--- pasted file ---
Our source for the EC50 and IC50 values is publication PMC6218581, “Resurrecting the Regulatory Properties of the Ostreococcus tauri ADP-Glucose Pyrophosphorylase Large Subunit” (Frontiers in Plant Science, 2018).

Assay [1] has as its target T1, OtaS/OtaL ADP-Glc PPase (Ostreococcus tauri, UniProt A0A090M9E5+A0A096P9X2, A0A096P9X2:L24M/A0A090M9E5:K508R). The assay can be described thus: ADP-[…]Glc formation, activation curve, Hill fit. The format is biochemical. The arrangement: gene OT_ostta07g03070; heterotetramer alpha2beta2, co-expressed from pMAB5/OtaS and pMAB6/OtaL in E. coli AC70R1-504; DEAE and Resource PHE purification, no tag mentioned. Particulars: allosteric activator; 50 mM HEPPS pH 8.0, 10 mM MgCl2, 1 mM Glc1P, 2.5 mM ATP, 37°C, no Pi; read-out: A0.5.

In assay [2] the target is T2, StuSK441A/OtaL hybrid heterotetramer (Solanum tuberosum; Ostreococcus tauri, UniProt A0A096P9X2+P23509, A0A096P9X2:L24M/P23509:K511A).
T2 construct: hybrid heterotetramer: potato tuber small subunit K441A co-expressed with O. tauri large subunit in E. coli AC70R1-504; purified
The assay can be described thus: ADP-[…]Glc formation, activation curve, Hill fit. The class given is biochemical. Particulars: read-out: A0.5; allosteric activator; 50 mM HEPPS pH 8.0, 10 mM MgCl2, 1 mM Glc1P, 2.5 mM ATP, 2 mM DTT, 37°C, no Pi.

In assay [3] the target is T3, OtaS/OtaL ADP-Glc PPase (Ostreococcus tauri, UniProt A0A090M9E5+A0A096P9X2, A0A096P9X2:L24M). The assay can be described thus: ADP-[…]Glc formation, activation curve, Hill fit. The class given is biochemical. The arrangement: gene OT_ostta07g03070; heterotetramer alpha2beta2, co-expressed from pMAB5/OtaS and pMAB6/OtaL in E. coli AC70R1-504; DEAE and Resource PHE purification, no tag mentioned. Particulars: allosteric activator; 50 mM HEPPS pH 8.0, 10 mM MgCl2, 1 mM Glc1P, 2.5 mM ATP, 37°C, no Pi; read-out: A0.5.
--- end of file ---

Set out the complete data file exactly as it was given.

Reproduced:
Our source for the EC50 and IC50 values is publication PMC6218581, “Resurrecting the Regulatory Properties of the Ostreococcus tauri ADP-Glucose Pyrophosphorylase Large Subunit” (Frontiers in Plant Science, 2018).

Assay [1] has as its target T1, OtaS/OtaL ADP-Glc PPase (Ostreococcus tauri, UniProt A0A090M9E5+A0A096P9X2, A0A096P9X2:L24M/A0A090M9E5:K508R). The assay can be described thus: ADP-[…]Glc formation, activation curve, Hill fit. The format is biochemical. The arrangement: gene OT_ostta07g03070; heterotetramer alpha2beta2, co-expressed from pMAB5/OtaS and pMAB6/OtaL in E. coli AC70R1-504; DEAE and Resource PHE purification, no tag mentioned. Particulars: allosteric activator; 50 mM HEPPS pH 8.0, 10 mM MgCl2, 1 mM Glc1P, 2.5 mM ATP, 37°C, no Pi; read-out: A0.5.

In assay [2] the target is T2, StuSK441A/OtaL hybrid heterotetramer (Solanum tuberosum; Ostreococcus tauri, UniProt A0A096P9X2+P23509, A0A096P9X2:L24M/P23509:K511A).
T2 construct: hybrid heterotetramer: potato tuber small subunit K441A co-expressed with O. tauri large subunit in E. coli AC70R1-504; purified
The assay can be described thus: ADP-[…]Glc formation, activation curve, Hill fit. The class given is biochemical. Particulars: read-out: A0.5; allosteric activator; 50 mM HEPPS pH 8.0, 10 mM MgCl2, 1 mM Glc1P, 2.5 mM ATP, 2 mM DTT, 37°C, no Pi.

In assay [3] the target is T3, OtaS/OtaL ADP-Glc PPase (Ostreococcus tauri, UniProt A0A090M9E5+A0A096P9X2, A0A096P9X2:L24M). The assay can be described thus: ADP-[…]Glc formation, activation curve, Hill fit. The class given is biochemical. The arrangement: gene OT_ostta07g03070; heterotetramer alpha2beta2, co-expressed from pMAB5/OtaS and pMAB6/OtaL in E. coli AC70R1-504; DEAE and Resource PHE purification, no tag mentioned. Particulars: allosteric activator; 50 mM HEPPS pH 8.0, 10 mM MgCl2, 1 mM Glc1P, 2.5 mM ATP, 37°C, no Pi; read-out: A0.5.